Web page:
Using a graphics card for neural networks

Just a short blurb of text today, because I ran into an issue that ever so slightly annoyed me last weekend. I had bought an old second-hand desktop machine lately, because I wanted to try out a couple of things that are not particularly useful on a laptop (having a server to log on to/ssh into, host my own Jupyter Hub, doing some I/O-heavy things with images from the internet, etc.). One more thing I wanted to try was using TensorFlow with a GPU in your machine. The idea was to check out whether this indeed is as simple as just installing tensorflow-gpu (note that in versions newer than 1.15 of tensorflow, there is no need to install CPU and GPU capabilities separately) and the software would figure out itself whether or not to use the GPU.

Then TensorFlow logo, taken from the Wikipedia site linked above.

“TensorFlow is a free and open-source software library for dataflow and differentiable programming across a range of tasks. It is a symbolic math library, and is also used for machine learning applications such as neural networks. It is used for both research and production at Google.‍” (source: Wikipedia)

I use it mostly with the lovely Keras API, which allows easy set-up of neural networks in TensorFlow. I have used it, for example (disclaimer: old code…) in a blog post titled “Beyond the recognition of handwritten digits”.

It turned out that TensorFlow will indeed do this for you, but not with just any graphics card. I have an NVIDIA GeForce GT 620. This is quite an old model indeed, but it still has 96 CUDA cores and a gigabyte of memory. Sounded good to me. After loading tensorflow from a Python session you can have it detect the graphics card, so you know it can be used for the calculations:

This is a screenshot of a console in Jupyter Lab.

As you can see, it did not detect a graphics card…. There is a hint in a terminal session that is behind my jupyter session though:

Aplogies for the sub-optimal reading experience here….

Apparently, the cuda compute capability of my graphics card is lower than it should be. Only cards with cuda capability of 3.5 or higher will work (I know the terminal says 3.0, but the documentation says 3.5). On this NVIDIA page, there is a list of their cards and the corresponding cuda capabilities. Pleas check that out before trying to run TensorFlow on it (and before getting frustrated). And when you consider buying a (second-hand?) graphics card to play with, definitely make sure you buy a useful one!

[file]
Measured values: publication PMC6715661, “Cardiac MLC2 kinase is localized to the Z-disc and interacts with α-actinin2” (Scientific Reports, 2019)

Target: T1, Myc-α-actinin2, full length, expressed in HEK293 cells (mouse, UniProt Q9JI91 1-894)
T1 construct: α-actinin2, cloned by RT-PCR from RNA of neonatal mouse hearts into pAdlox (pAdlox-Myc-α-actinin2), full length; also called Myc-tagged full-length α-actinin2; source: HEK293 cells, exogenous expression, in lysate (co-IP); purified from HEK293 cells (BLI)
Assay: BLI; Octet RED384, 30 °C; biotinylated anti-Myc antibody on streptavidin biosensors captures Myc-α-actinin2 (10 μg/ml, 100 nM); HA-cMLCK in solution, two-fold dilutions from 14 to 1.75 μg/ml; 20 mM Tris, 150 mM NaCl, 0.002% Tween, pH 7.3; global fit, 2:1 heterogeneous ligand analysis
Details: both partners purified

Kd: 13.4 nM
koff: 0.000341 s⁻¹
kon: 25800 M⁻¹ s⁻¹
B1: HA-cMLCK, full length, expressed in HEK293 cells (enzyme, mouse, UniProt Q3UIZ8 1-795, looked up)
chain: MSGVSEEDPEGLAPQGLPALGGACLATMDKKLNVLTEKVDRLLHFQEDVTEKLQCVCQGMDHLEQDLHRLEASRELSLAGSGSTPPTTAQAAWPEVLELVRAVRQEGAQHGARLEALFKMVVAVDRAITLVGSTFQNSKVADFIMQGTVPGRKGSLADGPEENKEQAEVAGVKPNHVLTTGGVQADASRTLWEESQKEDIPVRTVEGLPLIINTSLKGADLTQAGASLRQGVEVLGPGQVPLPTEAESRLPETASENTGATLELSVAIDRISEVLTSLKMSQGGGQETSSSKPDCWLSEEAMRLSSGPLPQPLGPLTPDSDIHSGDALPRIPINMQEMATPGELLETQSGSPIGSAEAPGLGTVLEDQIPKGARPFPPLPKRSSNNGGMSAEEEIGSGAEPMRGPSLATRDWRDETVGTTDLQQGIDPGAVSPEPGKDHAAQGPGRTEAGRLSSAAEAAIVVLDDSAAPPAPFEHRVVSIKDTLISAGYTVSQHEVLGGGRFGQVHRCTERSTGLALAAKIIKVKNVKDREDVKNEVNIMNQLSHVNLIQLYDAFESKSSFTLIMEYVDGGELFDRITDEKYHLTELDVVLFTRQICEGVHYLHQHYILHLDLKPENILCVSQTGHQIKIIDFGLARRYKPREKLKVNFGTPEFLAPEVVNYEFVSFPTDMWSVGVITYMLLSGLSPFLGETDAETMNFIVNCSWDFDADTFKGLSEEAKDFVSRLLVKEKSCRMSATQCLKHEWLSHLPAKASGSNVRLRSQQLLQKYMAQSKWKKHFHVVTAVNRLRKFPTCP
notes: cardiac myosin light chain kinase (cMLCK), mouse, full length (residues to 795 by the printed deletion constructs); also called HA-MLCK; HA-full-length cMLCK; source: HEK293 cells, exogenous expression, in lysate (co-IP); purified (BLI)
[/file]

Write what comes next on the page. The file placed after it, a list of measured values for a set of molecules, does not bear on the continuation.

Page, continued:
Test for COVID-19 in groups and be done much quicker!

In these times of a pandemic the world is changing. On large scales, but also for people in their every day lives. The same holds for me, so I figured I could post something on the blog again, to break with the habit of not doing so. Disclaimer: besides the exercises below being of almost trivial over-simplicity, I’m a data scientist and not an epidemiologist. Please believe specialists and not me!

Inspired by this blog post (in Dutch) I decided to look at simple versions of testing strategies for infection tests (a popular conversation topic nowadays), in a rather quick-and-dirty way. The idea is that if being infected (i.e. testing positive) is rare, you could start out by testing a large group as a whole. As it were, the cotton swabs of many people are put into one tube with testing fluid. If there’s no infection in that whole group you’re done with one test for all of them! If there, on the other hand, is an infection, you can cut the group in two and do the same for both halves. You can continue this process until you have isolated the few individuals that are infected.

It is clear, though, that many people get tested more than once and especially the infected people are getting tested quite a number of times. Therefore, this is only going to help if a relatively low number of people is infected. Here, I look at the numbers with very simple “simulations” (of the Monte Carlo type). Note that these are not very realistic, they are just meant to be an over-simplified example of how group testing strategy can work.

A graphical example of why this can work is given below (image courtesy of Bureau WO):

Above the line you see the current strategy displayed: everyobody gets one test. Below, the group is tested and after we found an infection, the group is cut in halves. Those halves are tested again and those halves with an infection gradually get cut up in pieces again. This leads, in the end, to the identification of infected people. In the mean time, parts of the data without infection are not split up further and everyone in those sections is declared healthy.

Normally, by testing people one by one, you would need as many tests as people to identify all infected people. To investigate the gain by group testing, I divide the number of tests the simulation needs by this total number. The number of people in a very large population that can be tested is a factor gain higher, given a maximum number of tests, like we have available in the Netherlands.